The first PID Mrs Kirk claims she made related to alleged possible bullying of his PA by former director Barry Rowland, which was used to force him out of the council by former chief executive Steve Mason and former director – but current chief executive – Daljit Lally, who has a joint role with Northumbria Healthcare.
But Ms Angus, prior to her work with the council, was asked to be the investigating officer into the claims against Mr Rowland following the grievance by his PA. This disciplinary investigation had begun and only stopped because Mr Rowland received a settlement and left the council.
The second PID Mrs Kirk says she made related to the departure of Zelah Weedy, a swim instructor who worked with Mr Mason’s wife, Helen. Mrs Kirk claims that despite Mrs Weedy being an Active Northumberland employee, Mr Mason attempted to get her suspended or made redundant.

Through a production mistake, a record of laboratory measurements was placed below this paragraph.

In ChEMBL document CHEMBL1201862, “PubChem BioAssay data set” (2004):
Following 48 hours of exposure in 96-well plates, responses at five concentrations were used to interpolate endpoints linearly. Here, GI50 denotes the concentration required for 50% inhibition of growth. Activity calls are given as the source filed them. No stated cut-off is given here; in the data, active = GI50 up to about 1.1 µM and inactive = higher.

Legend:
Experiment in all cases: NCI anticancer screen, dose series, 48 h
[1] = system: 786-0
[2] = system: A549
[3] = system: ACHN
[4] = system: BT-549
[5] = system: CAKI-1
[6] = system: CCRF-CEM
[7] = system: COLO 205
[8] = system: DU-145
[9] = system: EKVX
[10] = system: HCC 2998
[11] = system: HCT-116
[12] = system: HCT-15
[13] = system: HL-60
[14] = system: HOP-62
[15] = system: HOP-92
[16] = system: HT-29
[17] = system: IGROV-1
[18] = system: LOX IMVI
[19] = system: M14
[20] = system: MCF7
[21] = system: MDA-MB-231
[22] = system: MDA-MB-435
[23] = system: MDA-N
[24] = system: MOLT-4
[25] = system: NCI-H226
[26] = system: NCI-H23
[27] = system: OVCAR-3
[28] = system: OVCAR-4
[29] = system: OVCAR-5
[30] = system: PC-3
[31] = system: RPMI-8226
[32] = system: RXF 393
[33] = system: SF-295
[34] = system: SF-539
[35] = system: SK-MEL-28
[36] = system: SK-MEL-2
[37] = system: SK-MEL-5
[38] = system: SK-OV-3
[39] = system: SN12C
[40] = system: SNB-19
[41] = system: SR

Again, claims that there was no case to answer for Mrs Weedy, who was facing disciplinary action at the time of her departure from the council, were put to bed by Ms Angus, who explained that the investigating officer had concluded that there was a case to answer and recommended a disciplinary hearing take place.
During Ms Angus’ evidence, there was also discussion of the fact that while Active Northumberland and the council are separate and have their own chief executives, Mr Mason was an observer on the Active board.
Asked why this was, Ms Angus said she didn’t know the exact reason for his invitation, but that Active was in financial difficulties and being supported by the council – which owns the buildings in which Active provides leisure services – and therefore the council had a ‘significant financial interest’.